health care provider

An Inside Look at a Modern Health Care Practitioner’s Day

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health care providerThis is a day in the envious life of the modern health care practitioner.

One hour before the shift starts

Hit snooze.  Hit snooze again.  Break alarm clock with fist.  Sleep until last possible moment.  Think about showering but don’t.  Wear same clothes as previous day.  Mmmm, eating would be delicious, wouldn’t it?  Skip it.  No time.  Exercise robust arsenal of curse words as you fight traffic on your way to work.  Feel palpitations.  Achieve peak levels of dread.  Yawn so big jaw locks open.  Park next to moron who doesn’t know how to park.

The first hour

Previous shift hands off your panel of patients and laughs.  Ask questions.  Why so many patients?  Why is there so much left to do?  Why is he or she still here?  Why do I still work here?  Stall.  Find caffeine source.  Bolus it in unholy quantities to create artificial state of alertness.  Pass on cafeteria breakfast in favor of sadness.  Open up patient charts.  Open up Facebook and email.  Scroll through Facebook and email.  Ignore patient charts.  Replete potassium.

The next four hours

Create plan of attack.  Then fail miserably due to BS in its many shapes and forms.  Patients missing.  Patients demanding.  Patients falling.  People calling.  People paging.  Everyone’s upset.  NPO patient is eating.  Anticoagulated patient is bleeding.  Code Blue.  Code Red.  Codes of all colors.  Overhead reminder about something no one cares about.  Multidisciplinary meeting that each discipline would rather do without.  Computer system fails, freezes, or, worse, is upgraded.  You hear from people you don’t need to hear from.  You don’t hear from people you need to hear from.  Fill out paperwork for things that don’t require paperwork.  Pick your favorite painful confrontation: face-to-face with an administrator or peer-to-peer with an insurer.  Constipated.  No patient care is actually provided.  Your troponin safely ranges from 0.10 to 0.95.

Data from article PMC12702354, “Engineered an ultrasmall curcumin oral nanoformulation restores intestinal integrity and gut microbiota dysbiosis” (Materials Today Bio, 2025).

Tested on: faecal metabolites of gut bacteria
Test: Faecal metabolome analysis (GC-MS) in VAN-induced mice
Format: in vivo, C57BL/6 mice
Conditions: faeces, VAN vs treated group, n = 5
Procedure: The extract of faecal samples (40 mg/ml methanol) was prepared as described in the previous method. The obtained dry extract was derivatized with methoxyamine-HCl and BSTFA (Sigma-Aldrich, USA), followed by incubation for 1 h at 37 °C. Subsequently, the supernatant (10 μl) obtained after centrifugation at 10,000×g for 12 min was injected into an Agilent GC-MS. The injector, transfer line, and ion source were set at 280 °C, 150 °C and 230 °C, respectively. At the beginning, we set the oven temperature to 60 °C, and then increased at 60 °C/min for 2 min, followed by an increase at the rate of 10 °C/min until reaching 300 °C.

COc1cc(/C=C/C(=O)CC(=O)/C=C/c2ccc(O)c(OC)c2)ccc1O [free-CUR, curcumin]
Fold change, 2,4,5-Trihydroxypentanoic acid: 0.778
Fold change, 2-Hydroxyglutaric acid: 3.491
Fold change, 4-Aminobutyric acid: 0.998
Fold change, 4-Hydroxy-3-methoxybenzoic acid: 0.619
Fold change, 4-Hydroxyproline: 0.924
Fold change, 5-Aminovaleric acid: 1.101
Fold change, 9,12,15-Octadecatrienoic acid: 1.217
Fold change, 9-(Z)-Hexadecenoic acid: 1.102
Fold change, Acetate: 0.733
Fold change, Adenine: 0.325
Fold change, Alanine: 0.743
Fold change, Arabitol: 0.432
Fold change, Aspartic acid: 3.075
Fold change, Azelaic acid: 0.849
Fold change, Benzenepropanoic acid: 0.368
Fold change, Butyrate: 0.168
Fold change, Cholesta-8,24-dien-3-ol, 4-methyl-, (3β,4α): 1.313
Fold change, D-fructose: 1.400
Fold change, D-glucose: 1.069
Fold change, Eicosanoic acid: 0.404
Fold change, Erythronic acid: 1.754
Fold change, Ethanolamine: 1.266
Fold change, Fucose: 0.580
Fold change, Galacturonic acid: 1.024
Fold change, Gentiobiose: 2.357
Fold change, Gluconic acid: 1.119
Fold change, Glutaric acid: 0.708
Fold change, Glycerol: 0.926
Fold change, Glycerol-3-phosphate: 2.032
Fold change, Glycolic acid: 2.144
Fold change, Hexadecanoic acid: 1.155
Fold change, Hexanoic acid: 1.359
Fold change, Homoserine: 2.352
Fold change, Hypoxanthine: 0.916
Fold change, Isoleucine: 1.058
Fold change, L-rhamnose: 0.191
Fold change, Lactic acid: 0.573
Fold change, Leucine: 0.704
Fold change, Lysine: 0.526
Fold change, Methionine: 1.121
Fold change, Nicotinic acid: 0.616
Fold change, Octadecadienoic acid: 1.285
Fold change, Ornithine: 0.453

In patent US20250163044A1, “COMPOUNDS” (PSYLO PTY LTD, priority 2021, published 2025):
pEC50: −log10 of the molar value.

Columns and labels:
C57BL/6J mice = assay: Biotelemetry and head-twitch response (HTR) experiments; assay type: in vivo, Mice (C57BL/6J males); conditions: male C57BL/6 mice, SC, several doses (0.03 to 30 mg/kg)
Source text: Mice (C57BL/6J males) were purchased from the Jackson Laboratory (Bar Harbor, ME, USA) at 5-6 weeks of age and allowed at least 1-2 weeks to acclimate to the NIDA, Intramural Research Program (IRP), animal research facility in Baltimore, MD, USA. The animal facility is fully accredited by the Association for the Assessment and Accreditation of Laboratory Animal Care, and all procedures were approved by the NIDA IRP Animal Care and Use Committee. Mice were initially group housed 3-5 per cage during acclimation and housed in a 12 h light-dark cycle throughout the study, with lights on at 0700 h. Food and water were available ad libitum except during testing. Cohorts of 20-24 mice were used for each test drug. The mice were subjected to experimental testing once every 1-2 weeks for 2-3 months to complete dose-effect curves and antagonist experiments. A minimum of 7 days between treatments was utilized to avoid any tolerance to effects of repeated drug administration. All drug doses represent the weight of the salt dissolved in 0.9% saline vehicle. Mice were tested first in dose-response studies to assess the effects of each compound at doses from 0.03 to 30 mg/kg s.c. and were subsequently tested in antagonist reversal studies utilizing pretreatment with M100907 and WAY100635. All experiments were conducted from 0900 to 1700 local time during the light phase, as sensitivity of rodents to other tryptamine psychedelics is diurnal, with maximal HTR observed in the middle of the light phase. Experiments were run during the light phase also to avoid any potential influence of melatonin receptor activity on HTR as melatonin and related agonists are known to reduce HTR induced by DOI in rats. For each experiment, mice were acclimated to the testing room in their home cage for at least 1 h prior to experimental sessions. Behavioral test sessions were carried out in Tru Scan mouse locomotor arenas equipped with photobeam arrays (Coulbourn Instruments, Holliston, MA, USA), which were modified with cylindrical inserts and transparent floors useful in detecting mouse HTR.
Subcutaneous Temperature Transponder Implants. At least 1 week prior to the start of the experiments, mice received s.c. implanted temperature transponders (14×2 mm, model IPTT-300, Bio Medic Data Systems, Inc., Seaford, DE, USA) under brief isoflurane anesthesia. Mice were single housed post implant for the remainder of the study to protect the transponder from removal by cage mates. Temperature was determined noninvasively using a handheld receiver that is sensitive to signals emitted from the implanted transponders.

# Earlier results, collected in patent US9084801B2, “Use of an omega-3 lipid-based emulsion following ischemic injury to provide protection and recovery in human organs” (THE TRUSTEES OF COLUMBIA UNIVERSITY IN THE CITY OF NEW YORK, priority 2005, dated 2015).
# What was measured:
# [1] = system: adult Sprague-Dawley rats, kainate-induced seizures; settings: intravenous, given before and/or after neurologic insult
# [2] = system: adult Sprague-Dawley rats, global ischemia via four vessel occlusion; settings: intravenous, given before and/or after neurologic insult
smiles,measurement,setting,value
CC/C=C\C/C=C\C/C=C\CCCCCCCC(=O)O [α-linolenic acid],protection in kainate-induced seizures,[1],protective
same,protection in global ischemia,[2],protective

The next one hour

Yearn for lunch.  Read work email about that innovative new piece of nonsense that administration wants to implement against everyone’s will.  Gossip.  Guess which co-worker resigned this time.  Commiserate with colleagues over your job reaching glorious new levels of disappointment.  Consider stealing food at random conference.  Laugh at some viral post on a social media site; it usually involves a small, furry animal.  More gossip.

The next five hours

Stare at work list that now resembles a Jackson Pollock painting.  Cry.  Curse.  Vomit.  Throw inanimate objects.  Throw animate objects.  Go through ten-minute meditative exercise of entertaining other career alternatives.  When blood glucose drops below 60, consume lunch at a rate that guarantees aspiration.  Snap at co-worker.  Develop flank pain due to kidney stone.  I forgot to pee!  The Note Formula still holds true: # of hours left in the shift + 6 = # of notes left to write.  Random bad outcome.  Someone leaves AMA.  Someone stays AMA.  Unexpected discharge.  Several thwarted discharges.  Litany of F bombs.  Get the Narcan ready.  Dream of a nap.  Restraints and Haldol, please!  Fall asleep at work station.  Wipe drool off face.  I’m constipated.  Again, no care is provided.  Explain to friends and loved ones once more why you’re stuck at work.  That or curl into fetal position and suck thumb aggressively.  Engage in bitter self-loathing.

The last hour

You’ve done nothing; scramble and make it look like you did a ton of stuff before the next shift comes on.  Hallelujah!  Sprint out the door.  Use leftover curse words on miserably long commute home.  Pretend to be productive at home; fail with flying colors.  Retreat into introverted shell.  If narcolepsy sets in, fall asleep in work clothes.  If not, artificially induce sleep: drop two Benadryls into a glass of red wineOh wait!  Remember something that you forgot to do.  Worry you might lose sleep over it.  Minutes later: pass out like a freaking champ.

Repeat this routine daily to achieve maximum dissatisfaction.

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